You may remember a few weeks ago I introduced you to five young men, the Crist brothers who left their home in Germany in 1738 and traveled to America.

I “met” these young men while doing some genealogical research into my family and a significant historical event in which the Collings branch of my family played a major part. More about that later. For now, I want to tell you a little more about the Crist family.

Remember, Nicolaus Heinrich Crist kept an “account book” given to him by his father when he left for the New World. Nicolaus wanted to tell about their trip “so if we die they will know who we are,” which I found very touching. The boys did not die, they reached America after a long and arduous journey.

Here’s where I begin to have problems in my research. Crist named his brothers and he also listed several other young men who traveled with them, saying “There’s fifteen of us that knows each other we have labored – fought and laughed together all our lives.” One of the names he listed was William Edward Collings.

William Edward Collings is my 6th great grandfather, and I knew from other research that the Crist family and the Collings family had a long history together, but this record does not match with what I know.

My William Edward Collings was reportedly born in Somerset Co., PA in 1724. His father’s name was Zebulon and he was also born in America, so the account of William Edward Collings coming to America with the Crist boys confuses me, and I’m still working on that.

The facts I can confirm are this…the Crist boys did come to America and Nicolaus Heinrich did keep an account book that proves to be correct in many other details, so we’re going to follow this thread. Our families did come together at some point, because Nicolaus’ son George married William Edward Collings’ granddaughter, Elizabeth, called Betsy, and that we can confirm. The inconsistencies are what make genealogy so fascinating!

Throughout ensuing years, the same names keep cropping up in our family history even as these pioneers moved from landing spot into Pennsylvania/Virginia, Kentucky and Indiana. Crist, Collings, Richey, Cauffman, Biggs, etc. Throughout history, groups of people tended to live together, struggle together, fight together and stay together as they traveled to new parts of the country.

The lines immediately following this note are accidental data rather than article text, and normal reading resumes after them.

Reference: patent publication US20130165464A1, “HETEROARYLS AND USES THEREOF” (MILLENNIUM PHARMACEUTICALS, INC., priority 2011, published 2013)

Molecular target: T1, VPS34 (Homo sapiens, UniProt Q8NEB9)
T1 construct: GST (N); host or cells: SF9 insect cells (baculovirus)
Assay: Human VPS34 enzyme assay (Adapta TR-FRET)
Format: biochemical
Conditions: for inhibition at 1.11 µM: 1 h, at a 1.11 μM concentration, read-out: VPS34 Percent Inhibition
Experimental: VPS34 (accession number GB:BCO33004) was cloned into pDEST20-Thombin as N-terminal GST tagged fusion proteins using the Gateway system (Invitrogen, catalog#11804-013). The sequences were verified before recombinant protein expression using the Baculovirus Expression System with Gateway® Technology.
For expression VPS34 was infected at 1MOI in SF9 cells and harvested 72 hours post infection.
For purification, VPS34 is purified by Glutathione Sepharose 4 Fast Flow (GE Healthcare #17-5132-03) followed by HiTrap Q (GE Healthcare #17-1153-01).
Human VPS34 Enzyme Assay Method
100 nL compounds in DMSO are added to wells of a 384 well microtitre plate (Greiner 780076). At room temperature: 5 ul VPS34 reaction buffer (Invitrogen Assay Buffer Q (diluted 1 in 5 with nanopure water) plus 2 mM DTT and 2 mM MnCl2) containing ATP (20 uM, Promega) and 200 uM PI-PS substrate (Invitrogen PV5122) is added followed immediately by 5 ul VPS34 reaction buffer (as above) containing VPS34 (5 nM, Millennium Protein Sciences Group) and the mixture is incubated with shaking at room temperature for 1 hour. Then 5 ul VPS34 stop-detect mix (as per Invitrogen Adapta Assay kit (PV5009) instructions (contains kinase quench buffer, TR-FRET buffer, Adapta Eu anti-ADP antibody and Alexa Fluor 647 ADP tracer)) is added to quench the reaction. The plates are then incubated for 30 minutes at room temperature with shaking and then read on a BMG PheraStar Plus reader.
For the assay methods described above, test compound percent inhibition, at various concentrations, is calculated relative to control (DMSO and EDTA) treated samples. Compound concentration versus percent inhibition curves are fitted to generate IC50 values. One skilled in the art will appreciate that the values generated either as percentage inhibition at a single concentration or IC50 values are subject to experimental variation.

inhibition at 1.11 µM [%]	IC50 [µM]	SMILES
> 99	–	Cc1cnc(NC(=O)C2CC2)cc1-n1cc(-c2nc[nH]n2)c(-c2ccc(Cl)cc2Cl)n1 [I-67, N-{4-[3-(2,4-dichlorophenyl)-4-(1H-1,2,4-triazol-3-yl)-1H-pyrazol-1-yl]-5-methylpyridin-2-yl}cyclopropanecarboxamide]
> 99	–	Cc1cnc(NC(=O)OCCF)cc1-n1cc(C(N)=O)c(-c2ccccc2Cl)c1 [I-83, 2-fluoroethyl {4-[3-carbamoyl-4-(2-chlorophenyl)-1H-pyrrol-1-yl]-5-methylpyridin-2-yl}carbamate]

Setting aside how these families got to know each other, they all ended up (or began their new beginnings) in an area of the new world that is very confusing. There is a place on our modern map of America where Pennsylvania, Virginia and West Virginia sort of touch. Back in the 1700’s the boundaries in that area were very fluid and one might have ancestors living in Pennsylvania one year and Virginia the next without ever physically moving. The names of counties sometimes got moved with the boundaries…sometimes new counties were created from old counties that disappeared completely.

This is the area where my Collings branch and the Crist family became neighbors, strong friends and eventually family. They lived in this area through the troubled years leading up to the Revolutionary War and the men of both families fought from here in the French & Indian War and later for the independence of the colonies.

Once again, the account book of Nicolaus Heinrich records the action. After arriving in America on September 15, 1738, by November 24 of that same year, he writes: “I saw and talked to my wife to be today. She is more beautiful than my mother if that is possible. Did not tell her that she was going to be my wife.”

Just three months after arriving in this new world, on Christmas Day of that year, the Crist brothers were invited by Sir John Henry Nowlin, Esq. to share in a Christmas feast and at that time Nicolaus asked Sir John for the hand of his daughter Catherine in marriage. Sir John responded favorably and with a hearty handshake the deal was done. The young couple married on January 25, 1739.

By October 29, 1739, the 23-year-old Nicolaus and 19-year-old Catherine had started their family by welcoming their first son, John Jacob.

Over the next few years, the couple added five more sons, lost a daughter at birth, and suffered the tragedy of Catherine’s mother, father, two brothers and a sister drowning when the raft they were taking down river to visit family broke apart in rough water. In Germany, Nicolaus’ parents both died of pneumonia.

In 1754, Nicolaus went to fight in the French Indian War and came home wounded. He wrote: “I came home today. I was wounded in the leg at the Battle of Great Meadows [aka Battle of Fort Necessity]. I am lucky to have my sons. It looks like I might lose my leg, it is real bad.”

He did not lose his leg, but suffered from that serious injury for the rest of his life.

In 1767, one of their sons, George Heinrich, married Elizabeth Collings who was the sister of my 5th great grandfather William Elston Collings, son of William Edward Collings.

By 1776, all six of Nicolaus and Catherine’s sons were fighting in the Revolutionary War.

Stay tuned. It only gets more exciting and yes, there will be drama and tragedy.